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Discussion Starter #1
Hi there,
I really didn't realize the impact of bore difference so much. I was more focusing on the chamber impact. I must admit I don't quite know the impact of either of them.
I bought a Dukoff LD7 recently and I got a comment about it:
" it is quite unique; full sized chamber with a very open baffle in a medium bore piece. Bob Carpenter said it was a great Dukoff."
So if the baffle is low (does it mean open based on above comment?) does it mean the chamber is big. For instance the mouthpieces like Dukoff D that the baffle is high and long, it takes away from the chamber so the chamber is small, right?
Now, how the bore could be different. I thought it has to come out to match the neck. Does the large bore mean they find a tool to carve the inside of the mouthpiece, or they drill or cast large and then they choke it at the end to match the neck?
What are the sound differences between large bore and medium / small bore?
Can you give me examples of the mouthpieces that have large bore and medium or small chamber, or all large? How about small bore and large chamber? What are the sound quality differences in different combinations of bore and chamber sizes? I brought up the issue of role over baffle vs. long high baffle with the sudden drop to the chamber. How could that play a role in the sound in combination with the chamber and bore?
I know it sounds a lot of issues are raised about the mouthpiece design. I just want to have my head wraped around the subject properly so I have a better idea for my future approach.
The other comment I got was also highlighting the impact of mouthpiece on a large bore horn. So I guess that's another variable to be added to the combination.
Please help.
Thanks.
A
 

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Grafton alto | Martin Comm III tenor
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People seem to use the term "bore" to mean either the diameterbif thenshank or the diameter of thechamber. I always thought the bore of the shank was defined by the need to fit the neck.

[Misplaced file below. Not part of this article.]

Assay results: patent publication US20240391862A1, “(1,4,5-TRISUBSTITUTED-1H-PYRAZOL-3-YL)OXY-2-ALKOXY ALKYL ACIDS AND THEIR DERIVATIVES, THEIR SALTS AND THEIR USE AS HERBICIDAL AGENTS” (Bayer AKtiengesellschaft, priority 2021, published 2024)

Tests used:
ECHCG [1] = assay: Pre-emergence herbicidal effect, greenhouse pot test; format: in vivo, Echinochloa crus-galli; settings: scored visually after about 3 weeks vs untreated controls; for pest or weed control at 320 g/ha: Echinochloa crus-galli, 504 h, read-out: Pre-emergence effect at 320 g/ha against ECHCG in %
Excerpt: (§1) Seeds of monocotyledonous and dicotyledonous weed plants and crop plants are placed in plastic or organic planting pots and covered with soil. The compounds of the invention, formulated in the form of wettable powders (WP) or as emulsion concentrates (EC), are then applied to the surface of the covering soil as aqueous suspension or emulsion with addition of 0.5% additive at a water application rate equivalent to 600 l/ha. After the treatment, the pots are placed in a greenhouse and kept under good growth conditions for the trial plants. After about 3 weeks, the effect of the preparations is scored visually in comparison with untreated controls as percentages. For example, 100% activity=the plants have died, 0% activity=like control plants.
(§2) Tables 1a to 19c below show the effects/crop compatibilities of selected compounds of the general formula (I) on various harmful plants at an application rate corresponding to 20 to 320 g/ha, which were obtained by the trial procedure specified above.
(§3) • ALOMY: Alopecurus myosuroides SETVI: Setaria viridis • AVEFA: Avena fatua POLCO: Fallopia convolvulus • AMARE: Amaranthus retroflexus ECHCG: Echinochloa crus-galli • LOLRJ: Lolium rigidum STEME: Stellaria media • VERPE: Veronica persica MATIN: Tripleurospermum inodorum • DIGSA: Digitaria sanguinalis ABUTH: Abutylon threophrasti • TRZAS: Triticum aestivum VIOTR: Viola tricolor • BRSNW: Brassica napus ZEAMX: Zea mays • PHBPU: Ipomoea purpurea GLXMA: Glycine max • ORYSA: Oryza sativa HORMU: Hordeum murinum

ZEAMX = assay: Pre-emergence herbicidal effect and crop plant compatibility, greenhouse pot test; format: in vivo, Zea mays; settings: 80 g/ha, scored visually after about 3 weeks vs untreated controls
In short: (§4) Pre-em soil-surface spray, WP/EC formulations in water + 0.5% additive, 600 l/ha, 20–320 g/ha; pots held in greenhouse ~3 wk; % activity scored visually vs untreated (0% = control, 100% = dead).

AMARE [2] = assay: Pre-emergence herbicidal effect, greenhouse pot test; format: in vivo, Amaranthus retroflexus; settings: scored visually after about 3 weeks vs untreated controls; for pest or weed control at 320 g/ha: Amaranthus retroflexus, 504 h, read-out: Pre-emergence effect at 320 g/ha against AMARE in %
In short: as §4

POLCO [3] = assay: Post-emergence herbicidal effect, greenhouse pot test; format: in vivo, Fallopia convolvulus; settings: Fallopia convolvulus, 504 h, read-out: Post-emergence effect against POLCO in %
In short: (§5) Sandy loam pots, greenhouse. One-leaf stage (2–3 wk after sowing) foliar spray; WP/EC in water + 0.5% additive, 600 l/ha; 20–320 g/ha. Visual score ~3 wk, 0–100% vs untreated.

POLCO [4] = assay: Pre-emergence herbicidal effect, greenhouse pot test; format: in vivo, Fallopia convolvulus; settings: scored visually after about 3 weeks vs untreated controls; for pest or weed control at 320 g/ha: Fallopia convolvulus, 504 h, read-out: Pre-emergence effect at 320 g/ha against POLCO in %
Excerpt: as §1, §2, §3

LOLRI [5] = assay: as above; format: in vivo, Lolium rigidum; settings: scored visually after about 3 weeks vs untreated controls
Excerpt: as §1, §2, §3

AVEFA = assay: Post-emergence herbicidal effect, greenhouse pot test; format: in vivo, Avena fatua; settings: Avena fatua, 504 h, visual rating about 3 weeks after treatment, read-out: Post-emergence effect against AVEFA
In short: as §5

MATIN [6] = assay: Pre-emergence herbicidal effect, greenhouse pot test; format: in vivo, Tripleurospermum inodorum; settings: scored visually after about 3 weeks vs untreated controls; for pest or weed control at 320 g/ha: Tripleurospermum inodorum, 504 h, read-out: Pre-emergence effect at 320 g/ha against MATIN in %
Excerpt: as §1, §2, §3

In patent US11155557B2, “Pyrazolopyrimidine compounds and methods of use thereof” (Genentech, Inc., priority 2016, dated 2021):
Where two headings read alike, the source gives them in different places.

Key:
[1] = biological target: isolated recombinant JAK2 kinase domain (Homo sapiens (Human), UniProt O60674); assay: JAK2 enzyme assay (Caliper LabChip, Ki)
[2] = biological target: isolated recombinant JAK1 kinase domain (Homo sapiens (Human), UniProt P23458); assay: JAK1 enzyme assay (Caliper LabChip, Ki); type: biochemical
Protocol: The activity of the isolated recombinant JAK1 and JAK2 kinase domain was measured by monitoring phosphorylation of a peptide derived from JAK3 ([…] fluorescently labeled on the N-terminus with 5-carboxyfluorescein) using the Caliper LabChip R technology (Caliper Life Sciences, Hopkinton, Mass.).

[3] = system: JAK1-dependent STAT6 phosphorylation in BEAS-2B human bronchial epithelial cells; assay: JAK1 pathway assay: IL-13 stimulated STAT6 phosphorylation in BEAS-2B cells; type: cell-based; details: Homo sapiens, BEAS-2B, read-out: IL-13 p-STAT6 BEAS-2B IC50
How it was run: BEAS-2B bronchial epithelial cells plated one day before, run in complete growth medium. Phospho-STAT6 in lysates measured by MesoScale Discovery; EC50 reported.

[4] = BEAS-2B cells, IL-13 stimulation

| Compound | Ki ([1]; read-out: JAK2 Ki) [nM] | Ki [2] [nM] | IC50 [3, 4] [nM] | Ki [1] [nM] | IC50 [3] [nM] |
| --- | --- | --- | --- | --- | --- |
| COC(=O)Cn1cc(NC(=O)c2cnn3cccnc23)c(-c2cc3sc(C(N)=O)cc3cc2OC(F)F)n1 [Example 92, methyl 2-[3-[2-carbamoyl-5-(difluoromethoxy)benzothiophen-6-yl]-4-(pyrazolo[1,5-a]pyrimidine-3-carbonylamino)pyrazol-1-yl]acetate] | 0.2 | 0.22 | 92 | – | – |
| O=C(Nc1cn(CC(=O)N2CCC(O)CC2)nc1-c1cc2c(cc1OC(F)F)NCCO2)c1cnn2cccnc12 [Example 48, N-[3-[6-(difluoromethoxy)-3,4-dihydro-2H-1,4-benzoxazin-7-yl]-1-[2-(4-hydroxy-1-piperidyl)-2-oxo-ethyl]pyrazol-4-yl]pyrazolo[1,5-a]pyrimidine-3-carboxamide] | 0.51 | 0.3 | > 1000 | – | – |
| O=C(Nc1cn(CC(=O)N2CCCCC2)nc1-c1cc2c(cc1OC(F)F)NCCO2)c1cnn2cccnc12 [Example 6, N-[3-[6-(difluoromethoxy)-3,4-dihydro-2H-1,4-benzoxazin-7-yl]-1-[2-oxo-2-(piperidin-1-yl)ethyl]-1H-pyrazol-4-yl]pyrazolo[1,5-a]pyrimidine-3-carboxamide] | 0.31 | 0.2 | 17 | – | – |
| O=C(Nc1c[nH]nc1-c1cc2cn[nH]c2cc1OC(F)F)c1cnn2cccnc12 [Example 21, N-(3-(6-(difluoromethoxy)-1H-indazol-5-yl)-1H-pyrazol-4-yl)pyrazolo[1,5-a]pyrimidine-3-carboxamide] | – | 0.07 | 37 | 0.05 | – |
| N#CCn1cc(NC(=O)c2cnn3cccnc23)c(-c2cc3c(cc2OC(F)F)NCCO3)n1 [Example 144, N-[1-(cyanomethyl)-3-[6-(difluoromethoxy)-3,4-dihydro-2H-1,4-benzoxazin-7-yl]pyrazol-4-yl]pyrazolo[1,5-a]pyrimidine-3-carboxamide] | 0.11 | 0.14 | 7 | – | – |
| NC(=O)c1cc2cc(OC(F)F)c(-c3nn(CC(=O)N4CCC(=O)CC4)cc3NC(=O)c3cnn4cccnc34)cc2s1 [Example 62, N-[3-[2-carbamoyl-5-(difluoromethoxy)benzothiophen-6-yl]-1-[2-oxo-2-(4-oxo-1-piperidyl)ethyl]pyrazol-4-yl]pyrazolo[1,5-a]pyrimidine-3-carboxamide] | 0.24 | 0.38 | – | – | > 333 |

Sometimes it is filled completely by the neck, if not then the bore between neck and chamber is like an extension of the chamber I suppose, but you don't get very much difference in dimension due to the need to fit the neck, as mentioned.


It is the chamber, baffle and rail curve that will have affect sound and intonation. I haven't before heard the term "open baffle" but your assumption it means low makes sense.
 

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Discussion Starter #5
People seem to use the term "bore" to mean either the diameterbif thenshank or the diameter of thechamber. I always thought the bore of the shank was defined by the need to fit the neck.

Sometimes it is filled completely by the neck, if not then the bore between neck and chamber is like an extension of the chamber I suppose, but you don't get very much difference in dimension due to the need to fit the neck, as mentioned.


It is the chamber, baffle and rail curve that will have affect sound and intonation. I haven't before heard the term "open baffle" but your assumption it means low makes sense.
Thanks. I will dig into the subject a bit more but it's good to know players are not concerned about the bore so much as the other variables.
 

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